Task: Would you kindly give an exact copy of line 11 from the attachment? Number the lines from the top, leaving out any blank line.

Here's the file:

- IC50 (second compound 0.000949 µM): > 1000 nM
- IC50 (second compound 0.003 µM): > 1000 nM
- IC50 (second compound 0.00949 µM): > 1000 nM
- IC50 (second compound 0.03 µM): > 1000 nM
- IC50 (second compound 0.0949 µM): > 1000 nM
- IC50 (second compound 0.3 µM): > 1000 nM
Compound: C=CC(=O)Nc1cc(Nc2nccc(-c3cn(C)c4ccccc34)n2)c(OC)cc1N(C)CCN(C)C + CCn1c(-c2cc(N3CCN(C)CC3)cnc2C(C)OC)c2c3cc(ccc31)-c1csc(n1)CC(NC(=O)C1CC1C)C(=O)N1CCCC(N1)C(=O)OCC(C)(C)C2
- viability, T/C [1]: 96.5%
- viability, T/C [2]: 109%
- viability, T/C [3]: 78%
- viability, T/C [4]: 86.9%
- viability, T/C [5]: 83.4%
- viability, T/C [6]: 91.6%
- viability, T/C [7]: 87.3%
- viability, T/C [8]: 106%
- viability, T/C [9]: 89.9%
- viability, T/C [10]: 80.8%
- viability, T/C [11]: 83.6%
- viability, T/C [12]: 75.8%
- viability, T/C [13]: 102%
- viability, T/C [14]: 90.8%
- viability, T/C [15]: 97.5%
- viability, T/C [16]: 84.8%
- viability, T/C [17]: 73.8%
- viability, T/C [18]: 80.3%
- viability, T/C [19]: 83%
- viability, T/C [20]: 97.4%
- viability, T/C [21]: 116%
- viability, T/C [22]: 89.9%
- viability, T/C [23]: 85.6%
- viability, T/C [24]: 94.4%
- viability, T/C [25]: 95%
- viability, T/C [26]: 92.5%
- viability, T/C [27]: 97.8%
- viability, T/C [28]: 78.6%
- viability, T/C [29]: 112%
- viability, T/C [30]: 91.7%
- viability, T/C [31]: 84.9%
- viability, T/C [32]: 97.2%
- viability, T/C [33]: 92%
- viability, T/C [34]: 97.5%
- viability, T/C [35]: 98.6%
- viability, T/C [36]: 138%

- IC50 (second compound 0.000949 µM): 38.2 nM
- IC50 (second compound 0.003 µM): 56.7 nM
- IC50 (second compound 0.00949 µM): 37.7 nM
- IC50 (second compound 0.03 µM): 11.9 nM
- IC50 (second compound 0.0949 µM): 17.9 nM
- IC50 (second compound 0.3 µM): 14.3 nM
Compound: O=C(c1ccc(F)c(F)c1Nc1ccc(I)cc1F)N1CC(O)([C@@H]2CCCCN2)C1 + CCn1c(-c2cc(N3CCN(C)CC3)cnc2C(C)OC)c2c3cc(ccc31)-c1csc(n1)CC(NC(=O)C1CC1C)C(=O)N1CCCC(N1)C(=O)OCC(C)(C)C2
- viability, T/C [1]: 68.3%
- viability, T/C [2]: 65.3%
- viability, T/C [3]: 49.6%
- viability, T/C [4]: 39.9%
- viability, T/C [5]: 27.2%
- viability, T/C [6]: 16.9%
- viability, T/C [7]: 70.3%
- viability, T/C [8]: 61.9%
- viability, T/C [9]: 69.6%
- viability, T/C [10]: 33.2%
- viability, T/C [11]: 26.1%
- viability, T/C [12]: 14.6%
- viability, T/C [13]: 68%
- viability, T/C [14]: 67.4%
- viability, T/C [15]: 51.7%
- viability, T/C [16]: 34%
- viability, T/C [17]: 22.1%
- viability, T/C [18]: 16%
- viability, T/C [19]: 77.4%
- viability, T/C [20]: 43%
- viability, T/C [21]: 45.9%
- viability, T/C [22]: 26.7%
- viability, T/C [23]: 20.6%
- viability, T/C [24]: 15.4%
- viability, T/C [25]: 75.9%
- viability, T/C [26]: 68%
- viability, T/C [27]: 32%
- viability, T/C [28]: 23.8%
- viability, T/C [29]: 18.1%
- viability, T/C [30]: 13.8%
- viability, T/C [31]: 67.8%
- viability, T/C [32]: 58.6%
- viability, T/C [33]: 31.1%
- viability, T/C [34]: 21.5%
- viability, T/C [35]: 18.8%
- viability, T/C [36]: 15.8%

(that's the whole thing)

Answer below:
- viability, T/C [4]: 86.9%